When it was first reported that Miami Heat All Star Dwyane Wade stated that Olympic hoopsters “should be compensated” for their time there was something that did not sit exactly right.
Ray Allen, all-time 3-point champion of the Boston Celtics and former Olympian (2000), was the first to say it, in an interview with FoxSports, a day earlier.
The basic argument, reported at the time, was that it takes a lot of time and energy away from everything else in one’s life, and that the product companies make money selling more gear. D-Wade said, “It’s a lot of things you do for the Olympics — a lot of jerseys you sell.”
The point about products is interesting, especially in light of the fact that the US Olympic hoopsters are pros and many, if not all of them, earn endorsement money, be it from specific basketball related items (like Nike shoes) or hawking burgers or insurance.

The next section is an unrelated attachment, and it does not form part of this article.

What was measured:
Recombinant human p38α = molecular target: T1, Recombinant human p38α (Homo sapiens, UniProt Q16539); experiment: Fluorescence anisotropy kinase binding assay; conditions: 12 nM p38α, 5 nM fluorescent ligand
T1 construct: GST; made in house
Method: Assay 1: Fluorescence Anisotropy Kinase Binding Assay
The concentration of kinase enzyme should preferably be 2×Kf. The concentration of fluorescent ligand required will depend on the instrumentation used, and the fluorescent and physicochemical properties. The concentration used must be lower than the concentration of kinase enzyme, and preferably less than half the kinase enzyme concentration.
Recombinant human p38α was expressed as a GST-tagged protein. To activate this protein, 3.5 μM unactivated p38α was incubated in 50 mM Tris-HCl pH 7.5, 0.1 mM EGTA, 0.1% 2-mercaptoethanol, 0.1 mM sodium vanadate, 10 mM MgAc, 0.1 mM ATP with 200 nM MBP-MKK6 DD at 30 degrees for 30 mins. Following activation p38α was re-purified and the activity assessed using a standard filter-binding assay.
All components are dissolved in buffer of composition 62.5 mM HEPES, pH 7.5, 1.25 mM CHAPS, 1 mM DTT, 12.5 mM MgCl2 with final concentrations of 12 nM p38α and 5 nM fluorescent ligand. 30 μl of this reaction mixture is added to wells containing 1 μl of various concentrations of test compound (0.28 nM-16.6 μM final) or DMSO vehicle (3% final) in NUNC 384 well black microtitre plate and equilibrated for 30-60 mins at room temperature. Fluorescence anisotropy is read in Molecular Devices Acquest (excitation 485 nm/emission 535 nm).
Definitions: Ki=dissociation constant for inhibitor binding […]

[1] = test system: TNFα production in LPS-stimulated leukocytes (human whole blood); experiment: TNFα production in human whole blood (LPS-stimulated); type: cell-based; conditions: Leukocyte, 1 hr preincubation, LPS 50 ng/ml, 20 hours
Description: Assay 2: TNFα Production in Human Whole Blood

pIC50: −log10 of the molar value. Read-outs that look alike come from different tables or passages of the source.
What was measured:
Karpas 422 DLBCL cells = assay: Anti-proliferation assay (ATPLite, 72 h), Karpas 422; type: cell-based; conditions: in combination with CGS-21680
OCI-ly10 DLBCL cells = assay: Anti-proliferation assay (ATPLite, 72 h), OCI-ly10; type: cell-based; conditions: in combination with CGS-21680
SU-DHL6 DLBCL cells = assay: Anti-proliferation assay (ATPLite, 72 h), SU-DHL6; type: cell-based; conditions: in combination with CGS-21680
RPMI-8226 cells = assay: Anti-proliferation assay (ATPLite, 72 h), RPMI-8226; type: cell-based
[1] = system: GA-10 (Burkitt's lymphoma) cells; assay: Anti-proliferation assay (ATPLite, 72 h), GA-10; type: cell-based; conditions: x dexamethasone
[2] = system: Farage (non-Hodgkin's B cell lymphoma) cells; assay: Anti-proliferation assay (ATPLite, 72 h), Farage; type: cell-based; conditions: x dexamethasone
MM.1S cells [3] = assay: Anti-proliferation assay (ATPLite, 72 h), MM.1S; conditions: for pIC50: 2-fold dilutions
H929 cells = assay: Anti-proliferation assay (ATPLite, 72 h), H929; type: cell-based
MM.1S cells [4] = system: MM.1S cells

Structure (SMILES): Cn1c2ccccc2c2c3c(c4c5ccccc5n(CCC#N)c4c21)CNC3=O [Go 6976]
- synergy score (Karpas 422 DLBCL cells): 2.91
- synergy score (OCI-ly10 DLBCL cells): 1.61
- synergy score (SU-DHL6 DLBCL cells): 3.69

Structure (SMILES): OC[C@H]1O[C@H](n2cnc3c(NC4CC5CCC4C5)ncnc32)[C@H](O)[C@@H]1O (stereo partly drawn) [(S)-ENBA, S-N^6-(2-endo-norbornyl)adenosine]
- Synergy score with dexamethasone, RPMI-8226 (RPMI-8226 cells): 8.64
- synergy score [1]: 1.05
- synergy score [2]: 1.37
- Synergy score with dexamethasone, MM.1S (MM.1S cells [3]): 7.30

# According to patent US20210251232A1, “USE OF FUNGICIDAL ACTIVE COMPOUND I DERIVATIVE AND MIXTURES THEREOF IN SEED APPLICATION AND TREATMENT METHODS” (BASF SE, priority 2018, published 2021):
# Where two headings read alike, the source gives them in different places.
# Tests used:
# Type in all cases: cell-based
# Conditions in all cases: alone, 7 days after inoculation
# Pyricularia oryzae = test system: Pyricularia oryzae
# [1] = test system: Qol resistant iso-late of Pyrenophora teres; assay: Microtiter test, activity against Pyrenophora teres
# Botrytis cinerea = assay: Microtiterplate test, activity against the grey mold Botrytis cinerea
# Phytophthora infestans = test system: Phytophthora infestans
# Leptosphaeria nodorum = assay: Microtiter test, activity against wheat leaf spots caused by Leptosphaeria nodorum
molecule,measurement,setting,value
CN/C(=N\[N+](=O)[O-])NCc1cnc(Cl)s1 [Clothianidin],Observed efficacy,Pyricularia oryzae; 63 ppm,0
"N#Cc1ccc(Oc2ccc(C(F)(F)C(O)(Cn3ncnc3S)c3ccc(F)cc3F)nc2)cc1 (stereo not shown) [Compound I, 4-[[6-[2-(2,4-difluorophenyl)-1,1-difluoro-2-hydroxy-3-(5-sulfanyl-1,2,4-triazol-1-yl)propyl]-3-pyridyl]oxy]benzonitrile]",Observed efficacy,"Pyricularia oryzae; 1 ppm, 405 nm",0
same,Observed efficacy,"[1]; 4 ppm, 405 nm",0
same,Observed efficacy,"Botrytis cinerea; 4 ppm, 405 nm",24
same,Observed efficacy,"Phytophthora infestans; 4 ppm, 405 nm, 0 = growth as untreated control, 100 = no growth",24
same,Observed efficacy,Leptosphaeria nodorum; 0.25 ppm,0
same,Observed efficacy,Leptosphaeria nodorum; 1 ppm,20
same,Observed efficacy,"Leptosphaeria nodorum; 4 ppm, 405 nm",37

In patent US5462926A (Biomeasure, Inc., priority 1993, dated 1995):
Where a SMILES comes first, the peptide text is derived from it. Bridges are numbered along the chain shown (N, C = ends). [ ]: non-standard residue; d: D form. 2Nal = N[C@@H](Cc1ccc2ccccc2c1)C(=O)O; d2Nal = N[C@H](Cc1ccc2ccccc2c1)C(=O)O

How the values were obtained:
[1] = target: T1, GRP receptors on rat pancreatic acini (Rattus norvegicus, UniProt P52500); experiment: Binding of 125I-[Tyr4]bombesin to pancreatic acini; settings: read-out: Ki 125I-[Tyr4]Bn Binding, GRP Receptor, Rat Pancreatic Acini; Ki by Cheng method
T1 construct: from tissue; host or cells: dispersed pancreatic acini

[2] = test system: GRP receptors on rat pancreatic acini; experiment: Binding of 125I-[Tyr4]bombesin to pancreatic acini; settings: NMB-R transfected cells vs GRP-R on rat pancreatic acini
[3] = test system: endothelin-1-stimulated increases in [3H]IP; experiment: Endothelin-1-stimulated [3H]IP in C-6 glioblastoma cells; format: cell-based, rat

One of the reasons a company chooses to pay athletes to endorse their product or service is due to the high profile.
Thus, when a pro baller goes to the Olympics, regardless of his current visibility status, that profile will always go up even more, especially with a Gold Medal. A higher profile will then mean, in many cases, more endorsements, new endorsements, other ways that money finds its way into the pockets of the pro.
And, earnings for those pros endorsing products generally far outweighs their hefty NBA salary.
Thus, it is good D-Wade sort of back-stepped. He did not outright reverse. He just said “he” doesn’t need to get paid to participate in the 2012 Olympics.
His clarification: “BUT my love 4 the game & pride 4 USA motivates me more than any $$$ amount. I repped my country in 2004 when we won the bronze medal and stood proudly to receive our gold medal in 2008 in Beijing. It’s always been an honor for me to be a part of the USA Olympic family…and I’m looking forward to doing it again in London this summer.”
And, we do look forward to Dwyane and his teammates taking the Gold.
Over For Now.
Main Street One